Lastly, I think part of the appeal to GraphQL is due to the fact that it’s strict in the right ways. All of your queries in GraphQL are a POST to the same endpoint. This means that you don’t need to worry about http status codes and URL structures. Most of the RESTful API’s I’ve used don’t match the idea of the perfect RESTful API, although still very valuable. Most API’s evolve organically and GraphQL describes these connections more naturally. In GraphQL your types, the connections between types, and what data is expected in requests is more strictly defined which ends up giving you flexibility in the request itself.

To sum it up, GraphQL feels like a more natural extension of what we as developers are looking for wrapped in definition where it matters. However, there is a tradeoff, I do believe that because it is a query language with this flexibility that a lot of the complexity is pushed upstream into how the data is resolved on the backend.

Ember with GraphQL

So let’s get to the meat and potatoes of Ember and GraphQL. GraphQL is just a way of requesting data and there are a few options from your GraphQL API.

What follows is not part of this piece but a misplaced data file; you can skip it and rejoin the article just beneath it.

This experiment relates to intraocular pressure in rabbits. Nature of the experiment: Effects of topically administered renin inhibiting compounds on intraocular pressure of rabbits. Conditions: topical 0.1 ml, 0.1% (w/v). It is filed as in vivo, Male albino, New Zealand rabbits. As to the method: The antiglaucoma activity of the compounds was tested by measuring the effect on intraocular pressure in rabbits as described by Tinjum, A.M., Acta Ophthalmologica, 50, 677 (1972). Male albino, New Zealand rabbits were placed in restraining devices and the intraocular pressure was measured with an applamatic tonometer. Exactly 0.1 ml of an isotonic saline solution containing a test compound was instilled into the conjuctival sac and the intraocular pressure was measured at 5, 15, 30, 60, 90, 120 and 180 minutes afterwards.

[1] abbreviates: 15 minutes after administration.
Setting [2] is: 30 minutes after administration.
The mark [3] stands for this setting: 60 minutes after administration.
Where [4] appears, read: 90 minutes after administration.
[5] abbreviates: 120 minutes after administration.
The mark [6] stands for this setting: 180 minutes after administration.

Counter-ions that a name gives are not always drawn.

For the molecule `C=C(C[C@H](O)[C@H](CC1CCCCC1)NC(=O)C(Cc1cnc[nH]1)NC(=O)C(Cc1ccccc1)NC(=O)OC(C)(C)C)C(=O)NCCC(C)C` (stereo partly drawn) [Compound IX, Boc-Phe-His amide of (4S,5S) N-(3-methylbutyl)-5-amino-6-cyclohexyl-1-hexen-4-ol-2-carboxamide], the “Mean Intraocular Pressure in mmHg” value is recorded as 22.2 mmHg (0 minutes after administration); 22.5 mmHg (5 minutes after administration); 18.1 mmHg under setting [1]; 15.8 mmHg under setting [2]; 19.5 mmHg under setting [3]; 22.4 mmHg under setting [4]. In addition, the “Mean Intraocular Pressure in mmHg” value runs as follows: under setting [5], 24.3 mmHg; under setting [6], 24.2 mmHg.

Apollo Client

In terms of the Ember ecosystem the most opinionated integration is ember-apollo-client. If you are interested in using the Apollo client for GraphQL this is the way to go. The Apollo client is great because it abstracts away things like request caching and middleware “links” in a way that you can rely on a community effort. One downside is that any changes that happen with Apollo upstream have to be integrated and managed in an Ember Way™️ through this ember addon, and the community.

Lightweight 3rd party clients

There are a number of clients that are lightweight and easy to integrate thanks to ember-<a href="https://github.com/ef4/ember-auto-import">auto-import</a>. A few of the popular ones I’ve tried are Lokka and graphql-request. You can import them directly but if your API is protected you’ll probably want to wrap them in a service so that you’re always supplied a fresh client with the current access token. These are very simple and offer fewer features, but are easier to integrate and probably require less effort upfront. Because your queries don’t change you can always move from one of these clients to Apollo down the road, and easily migrate your queries along.